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Science News | Science Current Events | Brightsurf | December 26, 2018


Research shows biases against immigrants with non-anglicized names
Using variations of the 'trolley-dilemma' where people choose who to save or not save others in a hypothetical situation, social psychologists show that for certain groups, under certain conditions in a hypothetical scenario, having an anglicized name means you're more likely to be saved than if you kept your original Asian or Arab name.
Medical scientists describe optimal immune therapeutic strategies for liver cancer
KAIST medical scientists have presented a novel pathways involving T immune cell exhaustion, providing evidence and rationale for designing optimal strategies for immune checkpoint blockades in cancer patients.
News releases about health, Earth science and social sciences make up EurekAlert!'s 2018 trending news list
Health news occupied six of the 10 most-viewed news releases on EurekAlert! in 2018.
Kicking, yelling during sleep? Study finds risk factors for violent sleep disorder
Taking antidepressants for depression, having post-traumatic stress disorder or anxiety diagnosed by a doctor are risk factors for a disruptive and sometimes violent sleep disorder called rapid eye movement (REM) sleep behavior disorder, according to a study published in the Dec.
For patients with kidney disease, genetic testing may soon be routine
DNA sequencing can be used to identify the underlying genetic cause of many rare types of chronic kidney disease, leading to better treatment, finds a new study from Columbia University.
Yale experts treat severe, disfiguring sarcoidosis with novel therapy
An all-Yale team of researchers successfully treated a patient with disfiguring sarcoidosis, a chronic disease that can affect multiple organs, with a drug approved for rheumatoid arthritis.
Autophagy and mitochondria: Targets in neurodegenerative disorders
Cellular homeostasis depends on the timely clearance of damaged cellular organelles and proteins via pathways including autophagy.
Breast cancer drugs could help treat resistant lung cancers
A class of drugs used to treat certain breast cancers could help to tackle lung cancers that have become resistant to targeted therapies, a new study suggests.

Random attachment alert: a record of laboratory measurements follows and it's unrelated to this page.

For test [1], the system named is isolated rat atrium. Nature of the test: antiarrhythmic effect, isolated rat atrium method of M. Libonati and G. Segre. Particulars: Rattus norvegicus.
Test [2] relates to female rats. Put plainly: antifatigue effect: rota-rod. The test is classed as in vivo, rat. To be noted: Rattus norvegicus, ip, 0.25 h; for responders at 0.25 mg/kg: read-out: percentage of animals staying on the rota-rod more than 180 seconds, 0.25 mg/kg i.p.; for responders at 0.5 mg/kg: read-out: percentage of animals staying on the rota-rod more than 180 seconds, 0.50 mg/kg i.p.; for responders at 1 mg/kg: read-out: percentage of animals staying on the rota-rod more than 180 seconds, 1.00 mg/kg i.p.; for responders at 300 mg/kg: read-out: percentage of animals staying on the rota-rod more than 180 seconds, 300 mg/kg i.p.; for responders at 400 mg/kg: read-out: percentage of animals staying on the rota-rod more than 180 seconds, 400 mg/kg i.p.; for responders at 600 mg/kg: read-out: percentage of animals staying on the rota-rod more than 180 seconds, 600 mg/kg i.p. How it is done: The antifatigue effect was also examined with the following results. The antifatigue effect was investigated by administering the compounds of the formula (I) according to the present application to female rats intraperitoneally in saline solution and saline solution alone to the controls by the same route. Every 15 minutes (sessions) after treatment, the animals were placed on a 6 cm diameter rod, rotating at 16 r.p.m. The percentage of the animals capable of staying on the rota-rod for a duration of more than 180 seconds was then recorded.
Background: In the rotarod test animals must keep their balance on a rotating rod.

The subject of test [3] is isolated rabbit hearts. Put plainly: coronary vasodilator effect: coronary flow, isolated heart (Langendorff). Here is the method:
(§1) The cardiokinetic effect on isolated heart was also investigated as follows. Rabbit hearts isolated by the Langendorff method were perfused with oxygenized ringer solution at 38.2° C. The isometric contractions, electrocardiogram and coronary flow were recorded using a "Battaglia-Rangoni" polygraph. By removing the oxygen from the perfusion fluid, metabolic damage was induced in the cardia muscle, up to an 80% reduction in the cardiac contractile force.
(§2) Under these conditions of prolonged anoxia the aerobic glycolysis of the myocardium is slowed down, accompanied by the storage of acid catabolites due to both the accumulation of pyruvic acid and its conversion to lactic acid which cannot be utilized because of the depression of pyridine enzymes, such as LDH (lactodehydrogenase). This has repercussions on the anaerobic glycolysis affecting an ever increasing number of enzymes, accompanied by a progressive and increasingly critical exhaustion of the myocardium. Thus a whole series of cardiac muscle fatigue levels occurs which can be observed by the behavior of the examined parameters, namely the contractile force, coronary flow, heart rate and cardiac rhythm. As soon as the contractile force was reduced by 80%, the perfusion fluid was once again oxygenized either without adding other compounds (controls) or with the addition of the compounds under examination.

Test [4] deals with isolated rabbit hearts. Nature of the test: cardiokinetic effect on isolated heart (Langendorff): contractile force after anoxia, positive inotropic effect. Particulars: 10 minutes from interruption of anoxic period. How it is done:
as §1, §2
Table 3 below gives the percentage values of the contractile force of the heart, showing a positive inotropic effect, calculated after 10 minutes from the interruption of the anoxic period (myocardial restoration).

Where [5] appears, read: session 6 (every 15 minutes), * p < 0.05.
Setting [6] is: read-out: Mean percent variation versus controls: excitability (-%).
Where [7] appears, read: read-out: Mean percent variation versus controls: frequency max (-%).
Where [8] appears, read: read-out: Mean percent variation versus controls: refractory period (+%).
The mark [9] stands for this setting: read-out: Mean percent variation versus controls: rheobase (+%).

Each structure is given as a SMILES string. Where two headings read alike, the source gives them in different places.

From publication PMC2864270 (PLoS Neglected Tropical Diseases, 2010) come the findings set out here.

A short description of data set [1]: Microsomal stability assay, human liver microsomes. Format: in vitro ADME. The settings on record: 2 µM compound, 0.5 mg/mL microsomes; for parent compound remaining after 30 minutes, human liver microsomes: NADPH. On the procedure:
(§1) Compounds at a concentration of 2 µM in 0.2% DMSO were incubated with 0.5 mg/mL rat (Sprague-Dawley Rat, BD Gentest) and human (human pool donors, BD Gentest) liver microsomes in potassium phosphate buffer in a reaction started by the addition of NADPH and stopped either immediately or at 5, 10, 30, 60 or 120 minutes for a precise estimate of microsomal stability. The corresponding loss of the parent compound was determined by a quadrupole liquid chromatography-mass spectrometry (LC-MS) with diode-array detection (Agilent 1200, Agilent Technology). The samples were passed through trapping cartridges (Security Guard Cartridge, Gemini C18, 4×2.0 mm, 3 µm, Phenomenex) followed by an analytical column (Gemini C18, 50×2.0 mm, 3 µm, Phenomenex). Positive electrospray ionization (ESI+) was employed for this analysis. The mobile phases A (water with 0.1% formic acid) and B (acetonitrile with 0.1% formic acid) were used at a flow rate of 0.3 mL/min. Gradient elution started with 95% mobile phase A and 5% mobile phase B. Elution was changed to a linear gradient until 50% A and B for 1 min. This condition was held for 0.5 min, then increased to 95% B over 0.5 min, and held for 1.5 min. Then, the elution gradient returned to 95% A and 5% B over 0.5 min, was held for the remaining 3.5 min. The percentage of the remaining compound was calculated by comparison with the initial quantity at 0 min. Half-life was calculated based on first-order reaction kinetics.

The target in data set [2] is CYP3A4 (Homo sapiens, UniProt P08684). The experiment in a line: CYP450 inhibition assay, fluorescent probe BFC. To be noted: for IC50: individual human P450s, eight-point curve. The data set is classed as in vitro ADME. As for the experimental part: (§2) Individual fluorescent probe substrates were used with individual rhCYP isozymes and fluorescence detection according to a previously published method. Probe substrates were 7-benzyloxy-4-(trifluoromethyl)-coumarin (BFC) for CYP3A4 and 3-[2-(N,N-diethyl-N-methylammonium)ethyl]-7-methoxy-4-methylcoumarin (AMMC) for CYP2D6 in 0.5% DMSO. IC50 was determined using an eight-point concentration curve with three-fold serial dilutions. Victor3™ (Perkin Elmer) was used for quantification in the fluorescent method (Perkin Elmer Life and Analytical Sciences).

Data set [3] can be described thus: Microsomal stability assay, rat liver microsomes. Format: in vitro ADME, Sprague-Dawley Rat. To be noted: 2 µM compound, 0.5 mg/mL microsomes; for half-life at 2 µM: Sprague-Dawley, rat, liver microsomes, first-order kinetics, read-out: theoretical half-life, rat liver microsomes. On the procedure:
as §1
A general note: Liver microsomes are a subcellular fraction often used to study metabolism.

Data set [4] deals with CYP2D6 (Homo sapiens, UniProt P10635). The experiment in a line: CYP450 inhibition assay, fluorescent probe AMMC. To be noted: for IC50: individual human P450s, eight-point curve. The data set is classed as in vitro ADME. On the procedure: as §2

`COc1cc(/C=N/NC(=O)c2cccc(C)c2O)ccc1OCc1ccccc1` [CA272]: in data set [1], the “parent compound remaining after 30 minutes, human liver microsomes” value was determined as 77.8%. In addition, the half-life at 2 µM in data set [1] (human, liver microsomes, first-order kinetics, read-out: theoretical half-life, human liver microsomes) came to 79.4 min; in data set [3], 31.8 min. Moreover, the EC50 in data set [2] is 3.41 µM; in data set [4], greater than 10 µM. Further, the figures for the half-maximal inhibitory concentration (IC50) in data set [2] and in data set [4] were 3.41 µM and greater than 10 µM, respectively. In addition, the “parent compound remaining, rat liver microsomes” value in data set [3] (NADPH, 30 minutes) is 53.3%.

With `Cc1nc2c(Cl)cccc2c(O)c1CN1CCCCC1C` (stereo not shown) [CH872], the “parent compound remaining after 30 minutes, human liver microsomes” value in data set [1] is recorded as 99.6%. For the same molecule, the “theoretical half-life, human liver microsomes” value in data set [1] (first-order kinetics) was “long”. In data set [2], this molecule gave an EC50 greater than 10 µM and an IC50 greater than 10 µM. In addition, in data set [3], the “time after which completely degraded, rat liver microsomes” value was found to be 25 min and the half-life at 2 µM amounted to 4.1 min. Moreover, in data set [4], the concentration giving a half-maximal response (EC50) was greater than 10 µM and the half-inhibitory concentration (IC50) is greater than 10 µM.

Novel biomarkers & therapeutic targets for atherosclerotic cardiovascular diseases
In this review, the researchers describe the analytical techniques and workflow used in untargeted metabolomics.
Cell size and cell-cycle states play key decision-making role in HIV
Thanks to the development of antiretroviral drugs, human immunodeficiency virus (HIV) is considered a manageable chronic disease today.
European wheat lacks climate resilience
A group of European researchers, including Professor Jørgen E. Olesen from the Department of Agroecology at Aarhus University, has found that current breeding programmes and cultivar selection practices do not provide the needed resilience to climate change.
Post-natal depression in dads linked to depression in their teenage daughters
Fathers as well as mothers can experience post-natal depression -- and it is linked to emotional problems for their teenage daughters, new research has found.
Fish bones yield new tool for tracking coal ash contamination
A Duke University study shows that trace elements found in fish ear bones can be used as biogenic tracers to track coal ash contamination.
Flavonoids as P-gp inhibitors: A systematic review of SARs
This review concerned the recent updates on the structure-activity relationships of flavonoids as P-gp inhibitors, the molecular mechanisms of their action and their ability to overcome P-gp-mediated MDR in preclinical studies.
Antifungal activity and detoxification of aflatoxins
Aflatoxins are secondary metabolites produced by fungi of the genus Aspergillus, which occur naturally in cereals like corn, beans and rice.
Producers of white colonies on kimchi surface, mistaken as molds, have been identified
Analyses of microbial community structures and whole genome sequencing were performed to the white colony-forming yeasts on kimchi surface.
Targeting kinetoplastid and apicomplexan thymidylate biosynthesis as antiprotozoal strategy